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Our poetry editor, Joe Pan, has selected three poems by Ada Gold for his series that brings original poetry to the screens of Hyperallergic readers.

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Bill Jacobson, “Lines In My Eyes #260” (2013), pigment print, 15 x 14 inches, edition of 7 (© Bill Jacobson, image courtesy Julie Saul Gallery, New York)

Greasy Heaven

Dad, I never told you about the time I accidentally saw you peeing
that was the day I realized men are nothing to worry about
because penises really don’t have eyes
I never told you that I went to synagogue and I never prayed
I never prayed
except for a mother
and not just the ones we made
that we fashioned out of paper clips and goodbye
Dad, I never told you about the men
or that when I danced
I was dancing for my greasy heaven
for floors so slick with our cries
I thought we would slip until we flew

I never told you
that every part of you that broke
I carried in my throat
you are every poem I spoke
death did not interrupt the speaking just the breathing
I never told you about the money I stole
the quarters I took that were supposed to be just enough for pizza
I made a dollar to buy a lottery ticket
I could not tell you that you really should clip your fingernails more often
that I hate the way you sing
Dad, your body breeds bread
keeps this underfed Brooklyn fed
I never told you
about the men I kissed
or about how often I have heard you
when you sat on the edge of your body and screamed and screamed for a new one

now your eyes have no moments
Daddy, I’ll buy better lampshades
I’ll get more windows
we need more light
in the dark things can burn, people can break
I never told you about the day god sat down next to me on the train
and didn’t introduce himself, tell me his name
but that god was holding a bed frame
and a bag of our dead
to salt the skyline with

The Poor Need Entertainment Too

we always entertained our death like it was a movie star coming to dinner
and we think we need to dress up for it
oh, the little things that we do to make the earth a little more red
and more flushed with dreams we put in soil
we cannot let the sky fall down, smack right in our corn and cobwebs,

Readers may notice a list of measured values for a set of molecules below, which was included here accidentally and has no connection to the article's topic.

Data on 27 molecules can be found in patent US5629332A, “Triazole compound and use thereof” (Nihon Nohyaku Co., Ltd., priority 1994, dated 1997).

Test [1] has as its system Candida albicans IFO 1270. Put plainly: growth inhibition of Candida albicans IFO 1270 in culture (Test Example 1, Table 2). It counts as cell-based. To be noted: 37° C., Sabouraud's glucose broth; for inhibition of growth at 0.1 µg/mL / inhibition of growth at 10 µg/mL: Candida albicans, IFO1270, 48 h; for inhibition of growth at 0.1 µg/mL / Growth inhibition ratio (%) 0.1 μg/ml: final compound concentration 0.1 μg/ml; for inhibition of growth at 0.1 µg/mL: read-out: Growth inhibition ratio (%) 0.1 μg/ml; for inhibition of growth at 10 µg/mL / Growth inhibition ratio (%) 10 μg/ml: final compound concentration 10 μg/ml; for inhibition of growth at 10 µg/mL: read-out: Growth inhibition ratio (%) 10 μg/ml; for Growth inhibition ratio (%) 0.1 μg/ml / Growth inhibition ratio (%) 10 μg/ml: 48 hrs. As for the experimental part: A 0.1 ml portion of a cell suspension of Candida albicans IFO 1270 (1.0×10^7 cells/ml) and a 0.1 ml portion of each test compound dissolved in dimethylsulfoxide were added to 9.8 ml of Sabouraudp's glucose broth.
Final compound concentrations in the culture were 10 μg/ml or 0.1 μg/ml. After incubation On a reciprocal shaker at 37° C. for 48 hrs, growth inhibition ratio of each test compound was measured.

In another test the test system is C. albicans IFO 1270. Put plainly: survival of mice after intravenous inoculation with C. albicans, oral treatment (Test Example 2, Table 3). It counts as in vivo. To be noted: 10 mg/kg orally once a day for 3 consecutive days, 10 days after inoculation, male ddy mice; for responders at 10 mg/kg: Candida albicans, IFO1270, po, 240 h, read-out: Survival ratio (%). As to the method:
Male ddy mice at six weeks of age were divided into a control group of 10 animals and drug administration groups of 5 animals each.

like “hey, we were learning how to read here”

the past is heavy with fat
with bleeding the stars out of the flag

the deaths keep us company when nothing else would
so let them rich kids have their chicken sandwiches with lots of lettuce
their chamomile tea for getting to bed
I’m tonguing the light through my shoes
the darkness runs in our skim milk
in our choking sardines out a can
we dance with our demise
and dress it up down to our underpants
cause we want to get that prize
that forever gown with flowers
on the grave and a moonrise

You Are The First Man

I’ve met
whose father                          is still alive

so let’s do it
on the floor
we don’t even need
pillows
or sunshine coming down through the curtains
let’s do it
on top of a mountain
so close to the sky                  we can write notes
to ourselves
from God and
hide them in each other’s pockets
how about doing it in the bathroom closet
next to the cough syrup                      and bottles of laxatives
cause indigestion in each other
you are that man

to uproot my lungs                 make me leaky spine
and sweating
I’m afraid you will                             inherit my frequent disapproval
of the earth

my
casual way of   kissing   and cursing   out the stars
but perhaps
I will just fall
lopsided into your skin
as you                                   undress my blood
a body is made                                             more than just for mourning

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Ana Gold is a poet from Brooklyn, New York. She has been published under the name Ada Gold and other pseudonyms in The Ohio Edit, Pilgrimage, Punchnel’s, and The Illanot Review. She has received grants to attend the Juniper Writing Institute and the Sarah Lawrence Summer Writing Seminars.

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Joe Pan

Joe Pan grew up along the Space Coast of Florida and attended the Iowa Writers’ Workshop. His debut poetry book, Autobiomythography & Gallery, was named “Best First Book of the Year”...

One reply on “Three Poems by Ada Gold”

  1. Love the phrasing in each. Thank you. I will be reading more of her work I’m sure…there’s so much I can relate to, equality things totally unimagineable and so much I’m afraid I could understand one day. Very good.

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